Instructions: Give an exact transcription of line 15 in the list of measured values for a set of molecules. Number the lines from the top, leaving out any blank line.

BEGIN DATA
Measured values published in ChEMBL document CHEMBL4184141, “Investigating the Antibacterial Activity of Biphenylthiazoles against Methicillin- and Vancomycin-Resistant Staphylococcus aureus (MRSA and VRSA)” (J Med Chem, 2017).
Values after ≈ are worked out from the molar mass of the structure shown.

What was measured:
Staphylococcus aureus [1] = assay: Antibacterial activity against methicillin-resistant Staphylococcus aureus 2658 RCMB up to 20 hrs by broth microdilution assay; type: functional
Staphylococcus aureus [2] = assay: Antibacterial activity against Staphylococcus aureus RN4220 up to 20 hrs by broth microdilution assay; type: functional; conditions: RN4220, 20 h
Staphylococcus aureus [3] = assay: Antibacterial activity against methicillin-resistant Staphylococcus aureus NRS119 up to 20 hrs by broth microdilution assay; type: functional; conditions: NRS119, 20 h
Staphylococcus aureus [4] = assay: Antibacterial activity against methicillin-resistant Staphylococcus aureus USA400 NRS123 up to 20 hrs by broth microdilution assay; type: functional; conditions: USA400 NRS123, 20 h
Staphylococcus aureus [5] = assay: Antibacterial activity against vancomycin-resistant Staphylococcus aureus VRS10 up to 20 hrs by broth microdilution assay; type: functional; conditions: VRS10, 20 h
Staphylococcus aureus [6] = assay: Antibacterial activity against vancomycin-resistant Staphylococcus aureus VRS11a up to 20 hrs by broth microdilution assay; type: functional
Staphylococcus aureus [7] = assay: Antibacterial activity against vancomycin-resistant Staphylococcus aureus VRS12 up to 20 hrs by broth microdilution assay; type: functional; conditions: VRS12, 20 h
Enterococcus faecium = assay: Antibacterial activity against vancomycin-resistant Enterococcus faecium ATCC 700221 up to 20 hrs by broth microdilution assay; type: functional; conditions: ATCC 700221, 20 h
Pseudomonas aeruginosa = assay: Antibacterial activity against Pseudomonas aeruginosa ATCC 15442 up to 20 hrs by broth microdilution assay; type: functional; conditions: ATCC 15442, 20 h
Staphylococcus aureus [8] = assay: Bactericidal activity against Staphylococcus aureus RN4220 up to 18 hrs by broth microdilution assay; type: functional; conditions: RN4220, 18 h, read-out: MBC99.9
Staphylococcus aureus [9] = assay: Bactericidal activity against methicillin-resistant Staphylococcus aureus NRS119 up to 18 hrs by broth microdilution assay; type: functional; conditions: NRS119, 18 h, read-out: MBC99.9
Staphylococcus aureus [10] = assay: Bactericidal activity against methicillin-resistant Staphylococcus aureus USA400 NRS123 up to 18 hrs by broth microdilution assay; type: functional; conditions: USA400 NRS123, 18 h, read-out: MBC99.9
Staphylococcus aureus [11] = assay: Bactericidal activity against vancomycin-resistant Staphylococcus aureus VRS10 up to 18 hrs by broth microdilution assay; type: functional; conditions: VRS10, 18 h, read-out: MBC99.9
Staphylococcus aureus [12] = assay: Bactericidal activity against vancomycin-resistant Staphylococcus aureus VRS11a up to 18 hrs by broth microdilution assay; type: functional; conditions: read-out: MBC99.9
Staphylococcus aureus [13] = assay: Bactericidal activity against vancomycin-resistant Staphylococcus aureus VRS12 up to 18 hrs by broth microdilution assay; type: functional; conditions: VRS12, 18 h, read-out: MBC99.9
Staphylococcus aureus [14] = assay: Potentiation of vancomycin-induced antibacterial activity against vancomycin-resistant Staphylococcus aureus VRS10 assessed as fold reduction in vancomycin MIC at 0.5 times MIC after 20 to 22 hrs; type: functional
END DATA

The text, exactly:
Staphylococcus aureus [10] = assay: Bactericidal activity against methicillin-resistant Staphylococcus aureus USA400 NRS123 up to 18 hrs by broth microdilution assay; type: functional; conditions: USA400 NRS123, 18 h, read-out: MBC99.9